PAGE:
Pa. Supreme Court explains redistricting ruling
HARRISBURG, Pa. (AP) - The Pennsylvania Supreme Court on Friday explained its reasons for rejecting the state's legislative redistricting plan last week, and a justice who disagreed with the ruling said this year's races will have to be held under the existing, decade-old maps.
The 87-page majority opinion said those who challenged the Legislative Reapportionment Commission's new map of 50 Senate and 203 House districts showed there were numerous splits of municipalities that were not absolutely necessary.
It was also critical of districts that were not sufficiently compact, likening one Senate district to a wishbone, another to a crooked finger, and a third to an iron cross.
The ruling, written by Chief Justice Ronald Castille, a Republican, and joined fully by the three Democrats on the seven-member court, said the challengers also showed the commission "could have easily achieved a substantially greater fidelity to all of the mandates in (the state constitution) - compactness, contiguity, and integrity of political subdivisions - yet the LRC did not do so in the Final Plan."
The majority opinion reviewed in depth the legal and historical issues involved in drawing up district maps, and the court's role in reviewing their legality.
"The constitutional commands and restrictions on the process exist precisely as a brake on the most overt of potential excesses and abuse," Castille wrote. "Moreover, the restrictions recognize that communities indeed have shared interests for which they can more effectively advocate when they can act as a united body."
The majority said challengers succeeded this time, where they failed under prior redistricting appeals, in part because they attacked the commission's plan as a whole, and showed there were viable alternatives with fewer municipal divisions.
"The 2001 plan was not challenged as a whole, and like every other plan since 1971, it was not challenged with compelling, objective, concrete proof that a large number of political subdivision splits were not `absolutely necessary,"' Castille wrote.
The ruling specifically did not lay out a number of splits, or level of population variation, that would be acceptable.
"We ... realize that the absence of certainty is a frustration for the LRC, a concern ably articulated by counsel," Castille wrote. "But, that is often the case when constitutional principles are at work, and particularly when competing constitutional principles apply."
Castille acknowledged that the decision to throw out the plan has created uncertainty in the election season, which is now under way, with candidates circulating nominating petitions for the April 24 primary. Castille said the commission delayed in issuing its plan, which it approved 4-1 in mid-December.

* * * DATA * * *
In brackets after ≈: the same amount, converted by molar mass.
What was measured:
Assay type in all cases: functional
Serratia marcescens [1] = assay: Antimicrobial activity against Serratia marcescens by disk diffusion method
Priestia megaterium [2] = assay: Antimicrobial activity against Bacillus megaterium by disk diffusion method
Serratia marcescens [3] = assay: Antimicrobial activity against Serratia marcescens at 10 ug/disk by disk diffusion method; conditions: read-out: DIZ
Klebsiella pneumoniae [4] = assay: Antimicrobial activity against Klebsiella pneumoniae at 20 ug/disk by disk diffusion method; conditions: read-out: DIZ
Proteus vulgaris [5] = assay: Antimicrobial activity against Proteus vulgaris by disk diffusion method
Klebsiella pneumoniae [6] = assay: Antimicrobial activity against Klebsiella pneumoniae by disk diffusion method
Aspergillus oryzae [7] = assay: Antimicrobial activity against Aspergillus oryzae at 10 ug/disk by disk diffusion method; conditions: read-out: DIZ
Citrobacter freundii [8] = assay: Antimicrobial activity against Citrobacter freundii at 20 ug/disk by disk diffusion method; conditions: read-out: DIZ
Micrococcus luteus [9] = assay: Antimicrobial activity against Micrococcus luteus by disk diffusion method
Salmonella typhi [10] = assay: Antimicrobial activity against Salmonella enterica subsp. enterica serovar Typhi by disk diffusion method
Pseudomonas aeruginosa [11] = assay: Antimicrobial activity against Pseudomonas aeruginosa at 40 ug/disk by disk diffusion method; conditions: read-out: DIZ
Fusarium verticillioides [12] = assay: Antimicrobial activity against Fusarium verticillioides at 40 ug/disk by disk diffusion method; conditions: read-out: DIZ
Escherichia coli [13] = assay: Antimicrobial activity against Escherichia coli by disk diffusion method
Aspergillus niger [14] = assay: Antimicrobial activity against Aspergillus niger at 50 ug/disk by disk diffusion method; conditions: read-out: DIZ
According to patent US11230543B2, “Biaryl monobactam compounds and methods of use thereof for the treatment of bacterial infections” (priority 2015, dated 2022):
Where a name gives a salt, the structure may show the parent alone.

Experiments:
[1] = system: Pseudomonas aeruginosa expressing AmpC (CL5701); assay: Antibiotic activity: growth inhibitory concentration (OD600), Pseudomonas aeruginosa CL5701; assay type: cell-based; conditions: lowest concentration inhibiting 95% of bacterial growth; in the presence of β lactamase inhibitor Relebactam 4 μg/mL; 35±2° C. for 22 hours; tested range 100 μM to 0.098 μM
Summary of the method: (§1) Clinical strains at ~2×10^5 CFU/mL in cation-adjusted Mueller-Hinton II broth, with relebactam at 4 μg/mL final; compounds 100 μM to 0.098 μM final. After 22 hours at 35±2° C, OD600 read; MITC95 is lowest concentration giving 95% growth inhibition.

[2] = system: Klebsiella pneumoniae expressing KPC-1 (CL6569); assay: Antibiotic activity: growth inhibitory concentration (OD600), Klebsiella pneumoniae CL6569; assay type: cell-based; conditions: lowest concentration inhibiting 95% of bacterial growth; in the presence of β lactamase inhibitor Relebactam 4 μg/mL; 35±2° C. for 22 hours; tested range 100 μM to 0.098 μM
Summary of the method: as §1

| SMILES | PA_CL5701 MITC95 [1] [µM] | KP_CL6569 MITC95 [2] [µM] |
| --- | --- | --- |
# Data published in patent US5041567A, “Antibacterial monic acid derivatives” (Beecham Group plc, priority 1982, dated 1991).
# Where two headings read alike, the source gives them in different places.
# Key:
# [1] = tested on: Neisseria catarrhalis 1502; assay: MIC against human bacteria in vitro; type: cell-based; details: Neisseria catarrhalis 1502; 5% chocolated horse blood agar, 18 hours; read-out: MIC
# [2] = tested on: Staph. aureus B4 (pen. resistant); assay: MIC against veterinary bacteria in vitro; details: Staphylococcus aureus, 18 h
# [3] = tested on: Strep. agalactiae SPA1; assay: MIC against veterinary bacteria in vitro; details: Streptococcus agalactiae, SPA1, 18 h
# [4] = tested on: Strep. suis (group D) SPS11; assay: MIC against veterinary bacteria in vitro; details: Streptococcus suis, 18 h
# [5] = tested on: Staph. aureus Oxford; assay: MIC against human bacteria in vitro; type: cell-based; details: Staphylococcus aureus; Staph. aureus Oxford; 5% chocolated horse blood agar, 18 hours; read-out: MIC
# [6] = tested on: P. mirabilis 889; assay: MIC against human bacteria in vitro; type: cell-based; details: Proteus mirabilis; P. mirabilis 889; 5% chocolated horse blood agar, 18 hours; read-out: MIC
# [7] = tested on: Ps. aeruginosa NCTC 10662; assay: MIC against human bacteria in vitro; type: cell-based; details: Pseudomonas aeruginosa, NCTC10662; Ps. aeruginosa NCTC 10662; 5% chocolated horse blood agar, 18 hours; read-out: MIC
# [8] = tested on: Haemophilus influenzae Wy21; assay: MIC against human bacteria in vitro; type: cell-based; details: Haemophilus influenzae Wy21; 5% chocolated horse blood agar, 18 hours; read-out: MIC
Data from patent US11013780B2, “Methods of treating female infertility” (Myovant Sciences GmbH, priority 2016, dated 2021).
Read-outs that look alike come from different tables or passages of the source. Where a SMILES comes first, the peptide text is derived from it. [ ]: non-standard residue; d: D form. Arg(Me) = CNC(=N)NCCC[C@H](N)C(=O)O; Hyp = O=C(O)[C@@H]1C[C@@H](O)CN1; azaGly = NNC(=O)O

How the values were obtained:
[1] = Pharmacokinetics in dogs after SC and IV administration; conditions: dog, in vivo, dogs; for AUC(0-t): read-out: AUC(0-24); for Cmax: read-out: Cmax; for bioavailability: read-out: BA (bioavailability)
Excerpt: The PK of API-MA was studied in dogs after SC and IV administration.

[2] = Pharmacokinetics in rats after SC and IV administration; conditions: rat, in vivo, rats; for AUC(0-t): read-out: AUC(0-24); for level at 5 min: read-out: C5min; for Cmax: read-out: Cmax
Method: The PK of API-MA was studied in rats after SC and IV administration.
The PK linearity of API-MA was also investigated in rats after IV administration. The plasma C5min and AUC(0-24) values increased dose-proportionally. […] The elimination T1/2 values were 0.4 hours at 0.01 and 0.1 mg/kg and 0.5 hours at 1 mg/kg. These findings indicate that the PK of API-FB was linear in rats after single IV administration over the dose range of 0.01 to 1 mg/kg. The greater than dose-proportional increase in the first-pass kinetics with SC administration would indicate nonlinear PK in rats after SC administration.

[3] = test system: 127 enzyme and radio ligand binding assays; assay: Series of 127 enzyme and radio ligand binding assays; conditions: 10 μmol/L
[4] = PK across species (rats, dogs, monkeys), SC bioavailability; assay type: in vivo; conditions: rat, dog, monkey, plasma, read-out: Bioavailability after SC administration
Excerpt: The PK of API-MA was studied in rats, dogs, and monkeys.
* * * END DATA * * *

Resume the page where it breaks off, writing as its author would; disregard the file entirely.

"In these circumstances, ones not of this court's creation, the rights of the citizenry and fidelity to our constitutional duty made the disruption unavoidable," Castille wrote.
The commission consists of the Republican and Democratic floor leaders of the state House and Senate, along with a fifth member chosen by the Supreme Court, Superior Court President Judge Emeritus Stephen McEwen, a Republican. Only Senate Democratic Leader Jay Costa voted against the plan, and he and other Senate Democrats challenged it in court.
House Republican Leader Mike Turzai of Allegheny County said the commission met its obligations under the state constitution and state law, and that the commission will move quickly in response.
"Unfortunately, by a 4-3 vote, the court is changing the rules and applying them in a retroactive manner," Turzai said. "That creates undue hardship on the citizens of Pennsylvania and the proper functioning of state government."
Justice J. Michael Eakin, a Republican, said he did not argue with the "reordering of constitutional priorities by the majority," but said he did not see a need to make it retroactive.
"Computers or not, drawing a new plan using new rules will not happen in time for this year's elections," Eakin wrote in a concurring and dissenting opinion.
The majority said it would not predict when a new plan might be produced and implemented, but noted that the next plan will be subject to the constitutional provision that gives people the right to object and appeal to the Supreme Court.
"Should such appeals be filed," Castille wrote, "we will decide them with alacrity, as we have decided the ones now before us."
Justice Joan Orie Melvin, a Republican whose sister holds an Allegheny County state Senate seat, dissented, saying "it is clear that there is no perfect plan" and called the majority's solution "both unprecedented and unnecessary."
Thomas Saylor, the fourth Republican justice, also filed a dissenting and concurring opinion.